Another common mistake I see in strength training programs is an excessive amount of volume.

In other words, too many exercises for too many sets.

It’s easy to see why more work might be attractive. More volume means more progress, right?

Yes — up to a point.

Too much volume per session can lead to fatigue, both muscular and systemic, which can hinder your ability to perform at your best.

When you spread yourself too thin across too many exercises, you dilute your focus and energy.

This makes it difficult to train hard enough and, ultimately, progress.

If you’re guilty of overdoing it when it comes to session volume, try cutting out the noise.

Pick 5 or 6 exercises per session, do 2–3 sets of each, and focus on pushing them hard.

It might look easy on paper. But I promise that if you actually take those sets close to failure, you’ll get a better workout than before — without the unnecessary fatigue.

 

5. It Doesn’t Facilitate Progress

If you solve all of the problems above, there’s a good chance your training will be effective enough to stimulate progress.

But eventually, your body will adapt to this progress.

This is a good thing — you’re getting stronger!

But it also means you can no longer lift the same weights for the same reps and expect to make progress. As your body adapts, you need to increase your training accordingly.

A good program should include a built-in method of achieving this, like Double Progression.

Rather than using fixed reps (like 3x8), Double Progression involves using a rep range (like 6–10), and choosing a weight that you can lift at the bottom of that range, within ~1–3 reps from failure.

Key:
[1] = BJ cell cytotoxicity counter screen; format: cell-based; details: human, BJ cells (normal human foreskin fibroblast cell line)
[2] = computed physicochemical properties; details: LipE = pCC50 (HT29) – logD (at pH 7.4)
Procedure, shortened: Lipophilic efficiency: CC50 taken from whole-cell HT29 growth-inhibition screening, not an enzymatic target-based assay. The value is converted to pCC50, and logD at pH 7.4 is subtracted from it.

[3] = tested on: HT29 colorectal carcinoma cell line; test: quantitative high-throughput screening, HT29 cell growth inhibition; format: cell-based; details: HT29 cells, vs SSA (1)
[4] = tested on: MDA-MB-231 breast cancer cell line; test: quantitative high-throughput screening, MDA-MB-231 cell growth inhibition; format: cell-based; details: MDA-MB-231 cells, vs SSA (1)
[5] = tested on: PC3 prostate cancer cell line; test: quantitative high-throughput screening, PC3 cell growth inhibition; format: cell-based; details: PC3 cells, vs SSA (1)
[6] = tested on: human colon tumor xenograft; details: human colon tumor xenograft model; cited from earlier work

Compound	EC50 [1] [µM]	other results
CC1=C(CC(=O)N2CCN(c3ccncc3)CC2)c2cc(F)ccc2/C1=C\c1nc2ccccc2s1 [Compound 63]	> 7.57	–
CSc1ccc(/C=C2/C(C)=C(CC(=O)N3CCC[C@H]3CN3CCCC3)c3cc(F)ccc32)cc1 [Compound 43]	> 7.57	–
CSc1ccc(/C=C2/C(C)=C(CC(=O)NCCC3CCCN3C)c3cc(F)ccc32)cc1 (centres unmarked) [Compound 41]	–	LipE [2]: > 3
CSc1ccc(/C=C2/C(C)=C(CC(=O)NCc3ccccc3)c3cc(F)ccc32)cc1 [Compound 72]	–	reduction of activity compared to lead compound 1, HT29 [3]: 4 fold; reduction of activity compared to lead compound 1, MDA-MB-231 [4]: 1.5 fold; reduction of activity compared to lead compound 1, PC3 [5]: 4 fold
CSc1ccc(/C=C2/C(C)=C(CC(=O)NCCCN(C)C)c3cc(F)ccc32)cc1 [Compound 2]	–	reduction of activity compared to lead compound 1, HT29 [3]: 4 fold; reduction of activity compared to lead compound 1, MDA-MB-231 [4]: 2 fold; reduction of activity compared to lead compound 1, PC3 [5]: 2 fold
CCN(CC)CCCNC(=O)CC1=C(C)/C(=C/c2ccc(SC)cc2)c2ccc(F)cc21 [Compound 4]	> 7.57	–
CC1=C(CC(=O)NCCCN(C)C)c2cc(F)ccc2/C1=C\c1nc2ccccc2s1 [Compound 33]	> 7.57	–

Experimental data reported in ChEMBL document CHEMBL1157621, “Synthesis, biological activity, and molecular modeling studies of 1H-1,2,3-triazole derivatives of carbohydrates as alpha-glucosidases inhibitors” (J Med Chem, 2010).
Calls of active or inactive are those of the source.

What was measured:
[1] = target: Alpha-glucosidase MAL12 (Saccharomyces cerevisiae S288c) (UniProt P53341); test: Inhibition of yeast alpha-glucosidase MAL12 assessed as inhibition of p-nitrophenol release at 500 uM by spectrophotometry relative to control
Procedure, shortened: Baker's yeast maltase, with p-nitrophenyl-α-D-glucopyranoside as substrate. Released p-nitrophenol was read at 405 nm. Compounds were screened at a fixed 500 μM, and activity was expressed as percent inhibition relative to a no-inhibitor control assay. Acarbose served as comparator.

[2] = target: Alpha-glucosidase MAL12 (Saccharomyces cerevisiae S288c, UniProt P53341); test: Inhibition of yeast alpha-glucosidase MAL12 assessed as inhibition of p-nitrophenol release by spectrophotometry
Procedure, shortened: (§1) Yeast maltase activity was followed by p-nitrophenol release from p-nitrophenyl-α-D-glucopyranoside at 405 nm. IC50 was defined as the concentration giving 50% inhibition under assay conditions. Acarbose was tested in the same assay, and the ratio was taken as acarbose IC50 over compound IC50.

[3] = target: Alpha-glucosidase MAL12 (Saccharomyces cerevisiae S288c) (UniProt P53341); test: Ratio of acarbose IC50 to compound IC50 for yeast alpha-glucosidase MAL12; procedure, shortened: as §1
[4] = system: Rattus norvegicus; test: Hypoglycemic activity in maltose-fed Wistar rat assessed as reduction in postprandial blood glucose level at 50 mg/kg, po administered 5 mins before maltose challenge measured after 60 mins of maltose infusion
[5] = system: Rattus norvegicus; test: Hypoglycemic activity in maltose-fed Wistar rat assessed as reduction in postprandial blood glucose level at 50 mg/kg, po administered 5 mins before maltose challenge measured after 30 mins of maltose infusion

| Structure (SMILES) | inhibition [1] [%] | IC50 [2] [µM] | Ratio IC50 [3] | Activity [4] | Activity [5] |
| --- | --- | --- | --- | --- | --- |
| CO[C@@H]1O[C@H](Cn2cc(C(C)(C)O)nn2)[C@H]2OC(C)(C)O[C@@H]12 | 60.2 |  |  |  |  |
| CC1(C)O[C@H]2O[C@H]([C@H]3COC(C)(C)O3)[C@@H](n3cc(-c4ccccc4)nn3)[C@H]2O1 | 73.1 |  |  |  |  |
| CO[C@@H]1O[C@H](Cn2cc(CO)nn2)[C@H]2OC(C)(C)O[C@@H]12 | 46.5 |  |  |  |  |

Each week, aim to increase your reps within that range, sticking to the assigned reps in reserve.

Once you can complete the upper limit of the rep range (10, in this case) with good form, increase the weight slightly and start over at the lower end of the rep range.

This ensures continuous challenge and adaptation, which promotes strength gains over time.

 

Bonus: It’s Not Personalised

If you’re not currently following a program, I’m confident you’d see better progress just by finding any program online that doesn’t make the mistakes above, and tracking your sessions.

But if you’re serious about training, and the templates have run their course for you, a personalised program is the way to go.

There are a ton of benefits to having a program designed specifically for your lifestyle, strengths, and weaknesses.

But I’d argue the biggest advantage of a personalised program is that it’s more likely to be something you’ll actually want to do.

When a program is tailored to your goals, likes, and dislikes, you’ll be more likely to enjoy it, and therefore stick at it — which is the biggest factor for seeing results anyway.

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So, if you’ve been slaving away in the gym but you’re not seeing the strength gains you deserve, it might be time to reassess your training program. 

If you’ve been making the four common mistakes above, start by addressing those, and I’m confident you’ll start seeing results that actually reflect your hard work.

And if you want to find more ways to get reward for effort in the gym, check out my Instagram.